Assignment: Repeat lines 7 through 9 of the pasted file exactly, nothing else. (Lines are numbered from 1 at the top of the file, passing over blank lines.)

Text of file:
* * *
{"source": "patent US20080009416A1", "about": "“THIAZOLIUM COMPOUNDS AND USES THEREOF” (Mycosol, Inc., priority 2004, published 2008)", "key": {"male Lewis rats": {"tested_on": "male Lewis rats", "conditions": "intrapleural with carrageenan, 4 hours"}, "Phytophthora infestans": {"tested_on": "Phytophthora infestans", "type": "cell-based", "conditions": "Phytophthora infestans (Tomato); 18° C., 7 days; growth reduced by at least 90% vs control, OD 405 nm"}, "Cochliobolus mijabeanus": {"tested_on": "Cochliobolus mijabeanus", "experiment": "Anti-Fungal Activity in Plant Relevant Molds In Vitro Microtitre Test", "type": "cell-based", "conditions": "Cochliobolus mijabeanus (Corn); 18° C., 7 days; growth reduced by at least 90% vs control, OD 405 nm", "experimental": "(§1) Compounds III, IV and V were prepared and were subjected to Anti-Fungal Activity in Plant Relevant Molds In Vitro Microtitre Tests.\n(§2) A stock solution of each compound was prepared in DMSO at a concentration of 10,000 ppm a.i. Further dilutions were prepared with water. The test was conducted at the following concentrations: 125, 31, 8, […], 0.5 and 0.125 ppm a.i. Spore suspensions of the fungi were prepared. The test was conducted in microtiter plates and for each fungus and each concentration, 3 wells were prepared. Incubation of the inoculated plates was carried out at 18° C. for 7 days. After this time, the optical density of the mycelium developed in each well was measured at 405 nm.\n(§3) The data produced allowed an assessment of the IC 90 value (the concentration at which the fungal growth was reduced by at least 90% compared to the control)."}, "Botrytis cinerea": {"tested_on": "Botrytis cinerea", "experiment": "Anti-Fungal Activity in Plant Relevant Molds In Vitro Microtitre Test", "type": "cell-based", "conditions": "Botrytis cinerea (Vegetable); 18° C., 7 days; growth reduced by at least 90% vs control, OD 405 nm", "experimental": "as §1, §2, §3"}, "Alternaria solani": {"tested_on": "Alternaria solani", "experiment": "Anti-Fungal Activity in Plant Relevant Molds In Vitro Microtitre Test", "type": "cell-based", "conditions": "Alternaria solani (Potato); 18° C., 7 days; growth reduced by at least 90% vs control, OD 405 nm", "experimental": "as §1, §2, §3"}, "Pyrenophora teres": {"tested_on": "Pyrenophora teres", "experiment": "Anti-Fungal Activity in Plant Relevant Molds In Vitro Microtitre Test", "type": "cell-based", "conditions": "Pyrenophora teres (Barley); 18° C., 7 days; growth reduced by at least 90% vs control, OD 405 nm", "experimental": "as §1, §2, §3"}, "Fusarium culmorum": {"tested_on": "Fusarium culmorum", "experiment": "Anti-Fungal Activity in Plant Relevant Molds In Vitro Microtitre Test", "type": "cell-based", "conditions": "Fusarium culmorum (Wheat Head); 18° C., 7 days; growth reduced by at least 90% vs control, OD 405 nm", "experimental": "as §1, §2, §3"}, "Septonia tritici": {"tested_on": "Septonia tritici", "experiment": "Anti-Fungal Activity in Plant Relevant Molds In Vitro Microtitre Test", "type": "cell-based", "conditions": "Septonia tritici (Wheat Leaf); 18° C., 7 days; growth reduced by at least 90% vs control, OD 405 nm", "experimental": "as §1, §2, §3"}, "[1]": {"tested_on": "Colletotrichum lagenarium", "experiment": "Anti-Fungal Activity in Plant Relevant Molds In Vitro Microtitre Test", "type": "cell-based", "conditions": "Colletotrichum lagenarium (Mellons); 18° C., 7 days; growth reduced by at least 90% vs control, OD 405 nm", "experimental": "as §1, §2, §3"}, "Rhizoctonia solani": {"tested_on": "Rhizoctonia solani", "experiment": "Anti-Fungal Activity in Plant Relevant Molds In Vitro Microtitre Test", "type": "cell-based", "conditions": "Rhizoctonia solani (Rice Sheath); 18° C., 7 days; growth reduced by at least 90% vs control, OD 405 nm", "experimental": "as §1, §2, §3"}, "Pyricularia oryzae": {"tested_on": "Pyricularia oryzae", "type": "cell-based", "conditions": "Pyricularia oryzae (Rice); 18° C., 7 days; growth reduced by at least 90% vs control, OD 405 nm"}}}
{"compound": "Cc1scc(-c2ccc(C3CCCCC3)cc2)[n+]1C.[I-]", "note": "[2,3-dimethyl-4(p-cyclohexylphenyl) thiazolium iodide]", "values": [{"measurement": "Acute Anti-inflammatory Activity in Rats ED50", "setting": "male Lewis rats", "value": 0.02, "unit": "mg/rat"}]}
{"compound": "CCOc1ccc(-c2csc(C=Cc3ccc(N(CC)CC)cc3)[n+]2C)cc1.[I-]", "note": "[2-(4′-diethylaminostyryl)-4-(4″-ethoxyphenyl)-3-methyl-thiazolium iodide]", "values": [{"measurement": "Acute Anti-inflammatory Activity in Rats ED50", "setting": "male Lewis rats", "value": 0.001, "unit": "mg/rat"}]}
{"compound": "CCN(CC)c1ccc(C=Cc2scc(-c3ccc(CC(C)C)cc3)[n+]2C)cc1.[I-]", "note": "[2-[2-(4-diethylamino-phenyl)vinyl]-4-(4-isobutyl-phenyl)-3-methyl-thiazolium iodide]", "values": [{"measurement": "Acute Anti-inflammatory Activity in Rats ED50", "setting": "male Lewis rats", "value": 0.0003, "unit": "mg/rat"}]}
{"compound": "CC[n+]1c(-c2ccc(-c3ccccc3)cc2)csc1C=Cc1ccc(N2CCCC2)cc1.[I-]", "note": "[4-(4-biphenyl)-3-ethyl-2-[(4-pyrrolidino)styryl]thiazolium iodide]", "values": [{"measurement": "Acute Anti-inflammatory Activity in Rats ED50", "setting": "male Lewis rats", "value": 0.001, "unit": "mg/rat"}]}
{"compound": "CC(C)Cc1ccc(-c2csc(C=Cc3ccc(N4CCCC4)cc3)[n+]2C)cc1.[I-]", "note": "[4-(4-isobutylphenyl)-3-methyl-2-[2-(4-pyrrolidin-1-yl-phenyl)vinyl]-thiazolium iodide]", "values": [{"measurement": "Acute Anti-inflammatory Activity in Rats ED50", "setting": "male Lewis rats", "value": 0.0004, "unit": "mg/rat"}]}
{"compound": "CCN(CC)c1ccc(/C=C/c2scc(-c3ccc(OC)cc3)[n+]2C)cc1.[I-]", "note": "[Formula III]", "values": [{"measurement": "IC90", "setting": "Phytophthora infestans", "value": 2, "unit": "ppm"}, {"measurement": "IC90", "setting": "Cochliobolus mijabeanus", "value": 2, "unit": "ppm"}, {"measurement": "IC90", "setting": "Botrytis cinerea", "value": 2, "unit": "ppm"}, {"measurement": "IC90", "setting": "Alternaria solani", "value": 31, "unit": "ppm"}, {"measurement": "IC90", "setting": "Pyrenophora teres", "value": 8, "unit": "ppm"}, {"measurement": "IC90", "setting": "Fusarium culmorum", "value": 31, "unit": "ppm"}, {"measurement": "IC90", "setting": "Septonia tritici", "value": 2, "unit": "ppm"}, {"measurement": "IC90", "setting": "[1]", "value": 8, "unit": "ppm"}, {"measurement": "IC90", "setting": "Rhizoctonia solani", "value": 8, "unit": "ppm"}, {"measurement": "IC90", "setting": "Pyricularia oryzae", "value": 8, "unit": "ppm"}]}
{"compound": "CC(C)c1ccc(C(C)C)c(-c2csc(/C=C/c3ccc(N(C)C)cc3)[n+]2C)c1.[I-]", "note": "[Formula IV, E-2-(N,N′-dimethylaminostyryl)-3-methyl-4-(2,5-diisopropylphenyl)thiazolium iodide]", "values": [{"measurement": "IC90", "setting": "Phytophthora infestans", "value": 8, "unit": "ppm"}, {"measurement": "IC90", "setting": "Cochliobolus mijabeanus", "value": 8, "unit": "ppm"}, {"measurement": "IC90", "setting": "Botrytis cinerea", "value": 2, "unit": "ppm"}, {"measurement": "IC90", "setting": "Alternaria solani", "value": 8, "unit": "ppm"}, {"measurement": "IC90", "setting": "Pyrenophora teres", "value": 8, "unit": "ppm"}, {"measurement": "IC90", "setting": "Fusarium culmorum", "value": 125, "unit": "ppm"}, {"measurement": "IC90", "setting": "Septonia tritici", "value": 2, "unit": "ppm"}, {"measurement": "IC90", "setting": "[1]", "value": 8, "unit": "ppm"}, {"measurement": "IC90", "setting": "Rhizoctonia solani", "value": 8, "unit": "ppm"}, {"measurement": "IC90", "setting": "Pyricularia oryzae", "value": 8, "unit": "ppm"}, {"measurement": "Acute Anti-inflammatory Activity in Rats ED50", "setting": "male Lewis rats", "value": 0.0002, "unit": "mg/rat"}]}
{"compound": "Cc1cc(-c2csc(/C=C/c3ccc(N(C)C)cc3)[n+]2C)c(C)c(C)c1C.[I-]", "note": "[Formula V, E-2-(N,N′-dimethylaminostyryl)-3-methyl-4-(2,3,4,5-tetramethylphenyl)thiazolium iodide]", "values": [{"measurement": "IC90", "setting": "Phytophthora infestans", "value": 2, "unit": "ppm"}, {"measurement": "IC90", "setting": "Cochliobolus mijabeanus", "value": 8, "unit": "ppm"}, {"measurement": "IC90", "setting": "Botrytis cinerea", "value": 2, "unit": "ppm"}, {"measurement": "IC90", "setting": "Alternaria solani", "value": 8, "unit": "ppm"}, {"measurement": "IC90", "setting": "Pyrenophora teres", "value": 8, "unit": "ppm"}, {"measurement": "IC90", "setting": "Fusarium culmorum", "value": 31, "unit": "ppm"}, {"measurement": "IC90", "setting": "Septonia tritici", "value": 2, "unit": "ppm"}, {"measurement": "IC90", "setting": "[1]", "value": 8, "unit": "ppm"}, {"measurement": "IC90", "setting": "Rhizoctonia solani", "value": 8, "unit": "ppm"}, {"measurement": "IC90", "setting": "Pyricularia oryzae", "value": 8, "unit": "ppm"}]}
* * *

{"compound": "CCN(CC)c1ccc(/C=C/c2scc(-c3ccc(OC)cc3)[n+]2C)cc1.[I-]", "note": "[Formula III]", "values": [{"measurement": "IC90", "setting": "Phytophthora infestans", "value": 2, "unit": "ppm"}, {"measurement": "IC90", "setting": "Cochliobolus mijabeanus", "value": 2, "unit": "ppm"}, {"measurement": "IC90", "setting": "Botrytis cinerea", "value": 2, "unit": "ppm"}, {"measurement": "IC90", "setting": "Alternaria solani", "value": 31, "unit": "ppm"}, {"measurement": "IC90", "setting": "Pyrenophora teres", "value": 8, "unit": "ppm"}, {"measurement": "IC90", "setting": "Fusarium culmorum", "value": 31, "unit": "ppm"}, {"measurement": "IC90", "setting": "Septonia tritici", "value": 2, "unit": "ppm"}, {"measurement": "IC90", "setting": "[1]", "value": 8, "unit": "ppm"}, {"measurement": "IC90", "setting": "Rhizoctonia solani", "value": 8, "unit": "ppm"}, {"measurement": "IC90", "setting": "Pyricularia oryzae", "value": 8, "unit": "ppm"}]}
{"compound": "CC(C)c1ccc(C(C)C)c(-c2csc(/C=C/c3ccc(N(C)C)cc3)[n+]2C)c1.[I-]", "note": "[Formula IV, E-2-(N,N′-dimethylaminostyryl)-3-methyl-4-(2,5-diisopropylphenyl)thiazolium iodide]", "values": [{"measurement": "IC90", "setting": "Phytophthora infestans", "value": 8, "unit": "ppm"}, {"measurement": "IC90", "setting": "Cochliobolus mijabeanus", "value": 8, "unit": "ppm"}, {"measurement": "IC90", "setting": "Botrytis cinerea", "value": 2, "unit": "ppm"}, {"measurement": "IC90", "setting": "Alternaria solani", "value": 8, "unit": "ppm"}, {"measurement": "IC90", "setting": "Pyrenophora teres", "value": 8, "unit": "ppm"}, {"measurement": "IC90", "setting": "Fusarium culmorum", "value": 125, "unit": "ppm"}, {"measurement": "IC90", "setting": "Septonia tritici", "value": 2, "unit": "ppm"}, {"measurement": "IC90", "setting": "[1]", "value": 8, "unit": "ppm"}, {"measurement": "IC90", "setting": "Rhizoctonia solani", "value": 8, "unit": "ppm"}, {"measurement": "IC90", "setting": "Pyricularia oryzae", "value": 8, "unit": "ppm"}, {"measurement": "Acute Anti-inflammatory Activity in Rats ED50", "setting": "male Lewis rats", "value": 0.0002, "unit": "mg/rat"}]}
{"compound": "Cc1cc(-c2csc(/C=C/c3ccc(N(C)C)cc3)[n+]2C)c(C)c(C)c1C.[I-]", "note": "[Formula V, E-2-(N,N′-dimethylaminostyryl)-3-methyl-4-(2,3,4,5-tetramethylphenyl)thiazolium iodide]", "values": [{"measurement": "IC90", "setting": "Phytophthora infestans", "value": 2, "unit": "ppm"}, {"measurement": "IC90", "setting": "Cochliobolus mijabeanus", "value": 8, "unit": "ppm"}, {"measurement": "IC90", "setting": "Botrytis cinerea", "value": 2, "unit": "ppm"}, {"measurement": "IC90", "setting": "Alternaria solani", "value": 8, "unit": "ppm"}, {"measurement": "IC90", "setting": "Pyrenophora teres", "value": 8, "unit": "ppm"}, {"measurement": "IC90", "setting": "Fusarium culmorum", "value": 31, "unit": "ppm"}, {"measurement": "IC90", "setting": "Septonia tritici", "value": 2, "unit": "ppm"}, {"measurement": "IC90", "setting": "[1]", "value": 8, "unit": "ppm"}, {"measurement": "IC90", "setting": "Rhizoctonia solani", "value": 8, "unit": "ppm"}, {"measurement": "IC90", "setting": "Pyricularia oryzae", "value": 8, "unit": "ppm"}]}